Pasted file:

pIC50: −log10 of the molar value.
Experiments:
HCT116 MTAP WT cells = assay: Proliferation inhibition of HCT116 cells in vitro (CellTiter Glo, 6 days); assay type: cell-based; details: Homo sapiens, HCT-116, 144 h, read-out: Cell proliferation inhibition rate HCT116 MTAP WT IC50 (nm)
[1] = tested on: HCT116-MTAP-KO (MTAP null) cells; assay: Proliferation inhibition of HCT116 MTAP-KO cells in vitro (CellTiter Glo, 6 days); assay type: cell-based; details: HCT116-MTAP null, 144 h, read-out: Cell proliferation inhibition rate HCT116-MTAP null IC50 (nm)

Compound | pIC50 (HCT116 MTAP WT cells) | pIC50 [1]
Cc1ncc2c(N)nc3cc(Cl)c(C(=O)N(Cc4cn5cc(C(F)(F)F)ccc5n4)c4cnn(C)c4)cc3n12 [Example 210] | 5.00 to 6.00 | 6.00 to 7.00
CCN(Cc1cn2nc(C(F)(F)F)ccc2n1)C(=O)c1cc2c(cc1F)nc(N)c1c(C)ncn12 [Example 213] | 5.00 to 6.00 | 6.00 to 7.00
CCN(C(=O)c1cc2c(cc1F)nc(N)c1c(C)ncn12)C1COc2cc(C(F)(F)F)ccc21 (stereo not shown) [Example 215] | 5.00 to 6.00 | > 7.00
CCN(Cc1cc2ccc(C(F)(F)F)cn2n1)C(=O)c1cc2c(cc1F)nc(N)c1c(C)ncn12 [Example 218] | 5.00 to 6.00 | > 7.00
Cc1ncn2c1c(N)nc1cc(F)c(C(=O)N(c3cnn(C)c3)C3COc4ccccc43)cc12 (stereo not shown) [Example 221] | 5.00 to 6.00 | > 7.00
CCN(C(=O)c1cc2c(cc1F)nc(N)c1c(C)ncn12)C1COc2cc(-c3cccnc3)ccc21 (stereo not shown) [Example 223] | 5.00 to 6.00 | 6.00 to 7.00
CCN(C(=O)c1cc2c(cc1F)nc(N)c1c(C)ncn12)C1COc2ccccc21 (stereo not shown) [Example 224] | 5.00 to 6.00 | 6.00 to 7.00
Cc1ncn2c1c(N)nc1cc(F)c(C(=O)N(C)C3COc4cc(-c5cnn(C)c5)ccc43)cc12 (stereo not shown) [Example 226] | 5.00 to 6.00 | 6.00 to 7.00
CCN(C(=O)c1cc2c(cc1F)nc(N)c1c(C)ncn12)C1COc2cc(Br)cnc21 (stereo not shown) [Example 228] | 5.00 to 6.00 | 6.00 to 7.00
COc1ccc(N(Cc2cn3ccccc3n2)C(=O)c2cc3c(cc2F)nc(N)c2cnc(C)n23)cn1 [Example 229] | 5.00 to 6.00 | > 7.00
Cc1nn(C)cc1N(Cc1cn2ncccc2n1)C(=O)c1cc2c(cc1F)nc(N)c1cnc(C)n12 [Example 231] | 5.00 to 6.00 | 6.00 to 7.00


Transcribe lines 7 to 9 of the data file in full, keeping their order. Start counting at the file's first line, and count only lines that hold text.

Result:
CCN(Cc1cn2nc(C(F)(F)F)ccc2n1)C(=O)c1cc2c(cc1F)nc(N)c1c(C)ncn12 [Example 213] | 5.00 to 6.00 | 6.00 to 7.00
CCN(C(=O)c1cc2c(cc1F)nc(N)c1c(C)ncn12)C1COc2cc(C(F)(F)F)ccc21 (stereo not shown) [Example 215] | 5.00 to 6.00 | > 7.00
CCN(Cc1cc2ccc(C(F)(F)F)cn2n1)C(=O)c1cc2c(cc1F)nc(N)c1c(C)ncn12 [Example 218] | 5.00 to 6.00 | > 7.00